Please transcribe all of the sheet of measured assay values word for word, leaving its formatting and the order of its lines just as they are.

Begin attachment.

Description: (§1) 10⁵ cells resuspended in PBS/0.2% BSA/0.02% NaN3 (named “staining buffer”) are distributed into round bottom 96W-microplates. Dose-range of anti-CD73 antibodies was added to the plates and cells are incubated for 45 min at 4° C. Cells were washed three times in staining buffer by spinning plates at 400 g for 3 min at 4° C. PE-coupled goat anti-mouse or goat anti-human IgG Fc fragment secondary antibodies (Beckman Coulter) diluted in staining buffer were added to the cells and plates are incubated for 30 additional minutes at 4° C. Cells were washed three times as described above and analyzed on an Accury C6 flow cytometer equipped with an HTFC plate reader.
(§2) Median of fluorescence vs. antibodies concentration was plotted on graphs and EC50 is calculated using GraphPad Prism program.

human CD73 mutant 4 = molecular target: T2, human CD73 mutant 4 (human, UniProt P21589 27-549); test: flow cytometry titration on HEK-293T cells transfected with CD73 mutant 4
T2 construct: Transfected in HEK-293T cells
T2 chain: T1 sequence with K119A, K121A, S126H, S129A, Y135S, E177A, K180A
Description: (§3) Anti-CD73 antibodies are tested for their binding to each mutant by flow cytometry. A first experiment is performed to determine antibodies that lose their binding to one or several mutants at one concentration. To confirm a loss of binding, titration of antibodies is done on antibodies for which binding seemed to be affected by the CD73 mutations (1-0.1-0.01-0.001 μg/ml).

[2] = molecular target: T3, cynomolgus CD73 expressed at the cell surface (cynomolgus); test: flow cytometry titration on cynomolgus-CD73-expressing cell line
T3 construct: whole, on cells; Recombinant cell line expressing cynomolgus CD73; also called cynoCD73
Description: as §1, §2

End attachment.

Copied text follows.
Description: (§1) 10⁵ cells resuspended in PBS/0.2% BSA/0.02% NaN3 (named “staining buffer”) are distributed into round bottom 96W-microplates. Dose-range of anti-CD73 antibodies was added to the plates and cells are incubated for 45 min at 4° C. Cells were washed three times in staining buffer by spinning plates at 400 g for 3 min at 4° C. PE-coupled goat anti-mouse or goat anti-human IgG Fc fragment secondary antibodies (Beckman Coulter) diluted in staining buffer were added to the cells and plates are incubated for 30 additional minutes at 4° C. Cells were washed three times as described above and analyzed on an Accury C6 flow cytometer equipped with an HTFC plate reader.
(§2) Median of fluorescence vs. antibodies concentration was plotted on graphs and EC50 is calculated using GraphPad Prism program.

human CD73 mutant 4 = molecular target: T2, human CD73 mutant 4 (human, UniProt P21589 27-549); test: flow cytometry titration on HEK-293T cells transfected with CD73 mutant 4
T2 construct: Transfected in HEK-293T cells
T2 chain: T1 sequence with K119A, K121A, S126H, S129A, Y135S, E177A, K180A
Description: (§3) Anti-CD73 antibodies are tested for their binding to each mutant by flow cytometry. A first experiment is performed to determine antibodies that lose their binding to one or several mutants at one concentration. To confirm a loss of binding, titration of antibodies is done on antibodies for which binding seemed to be affected by the CD73 mutations (1-0.1-0.01-0.001 μg/ml).

[2] = molecular target: T3, cynomolgus CD73 expressed at the cell surface (cynomolgus); test: flow cytometry titration on cynomolgus-CD73-expressing cell line
T3 construct: whole, on cells; Recombinant cell line expressing cynomolgus CD73; also called cynoCD73
Description: as §1, §2